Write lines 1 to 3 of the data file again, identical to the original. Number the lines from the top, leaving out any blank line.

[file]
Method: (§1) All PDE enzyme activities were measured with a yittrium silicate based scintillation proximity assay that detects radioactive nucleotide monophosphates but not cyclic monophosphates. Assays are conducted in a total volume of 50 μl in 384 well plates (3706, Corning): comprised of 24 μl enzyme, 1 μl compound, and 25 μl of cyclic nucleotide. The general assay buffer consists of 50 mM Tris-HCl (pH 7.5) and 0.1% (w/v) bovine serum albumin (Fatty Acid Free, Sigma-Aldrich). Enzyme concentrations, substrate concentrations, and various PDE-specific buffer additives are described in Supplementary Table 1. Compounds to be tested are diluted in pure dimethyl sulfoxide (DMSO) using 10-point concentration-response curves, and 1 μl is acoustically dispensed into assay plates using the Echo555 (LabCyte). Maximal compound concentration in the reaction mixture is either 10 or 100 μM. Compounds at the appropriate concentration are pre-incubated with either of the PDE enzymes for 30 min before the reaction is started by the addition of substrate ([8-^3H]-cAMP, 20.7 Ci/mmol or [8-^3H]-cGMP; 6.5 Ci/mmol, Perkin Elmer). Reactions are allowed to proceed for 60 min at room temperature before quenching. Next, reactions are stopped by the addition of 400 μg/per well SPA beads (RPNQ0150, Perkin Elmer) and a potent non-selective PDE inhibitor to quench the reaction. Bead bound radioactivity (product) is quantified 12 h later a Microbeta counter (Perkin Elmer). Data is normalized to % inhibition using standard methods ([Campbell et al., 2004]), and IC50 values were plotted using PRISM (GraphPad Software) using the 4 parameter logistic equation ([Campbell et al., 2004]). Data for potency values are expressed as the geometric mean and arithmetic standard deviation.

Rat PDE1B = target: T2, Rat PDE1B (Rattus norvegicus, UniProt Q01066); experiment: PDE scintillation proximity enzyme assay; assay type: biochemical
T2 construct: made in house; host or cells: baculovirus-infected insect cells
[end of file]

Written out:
Method: (§1) All PDE enzyme activities were measured with a yittrium silicate based scintillation proximity assay that detects radioactive nucleotide monophosphates but not cyclic monophosphates. Assays are conducted in a total volume of 50 μl in 384 well plates (3706, Corning): comprised of 24 μl enzyme, 1 μl compound, and 25 μl of cyclic nucleotide. The general assay buffer consists of 50 mM Tris-HCl (pH 7.5) and 0.1% (w/v) bovine serum albumin (Fatty Acid Free, Sigma-Aldrich). Enzyme concentrations, substrate concentrations, and various PDE-specific buffer additives are described in Supplementary Table 1. Compounds to be tested are diluted in pure dimethyl sulfoxide (DMSO) using 10-point concentration-response curves, and 1 μl is acoustically dispensed into assay plates using the Echo555 (LabCyte). Maximal compound concentration in the reaction mixture is either 10 or 100 μM. Compounds at the appropriate concentration are pre-incubated with either of the PDE enzymes for 30 min before the reaction is started by the addition of substrate ([8-^3H]-cAMP, 20.7 Ci/mmol or [8-^3H]-cGMP; 6.5 Ci/mmol, Perkin Elmer). Reactions are allowed to proceed for 60 min at room temperature before quenching. Next, reactions are stopped by the addition of 400 μg/per well SPA beads (RPNQ0150, Perkin Elmer) and a potent non-selective PDE inhibitor to quench the reaction. Bead bound radioactivity (product) is quantified 12 h later a Microbeta counter (Perkin Elmer). Data is normalized to % inhibition using standard methods ([Campbell et al., 2004]), and IC50 values were plotted using PRISM (GraphPad Software) using the 4 parameter logistic equation ([Campbell et al., 2004]). Data for potency values are expressed as the geometric mean and arithmetic standard deviation.

Rat PDE1B = target: T2, Rat PDE1B (Rattus norvegicus, UniProt Q01066); experiment: PDE scintillation proximity enzyme assay; assay type: biochemical
T2 construct: made in house; host or cells: baculovirus-infected insect cells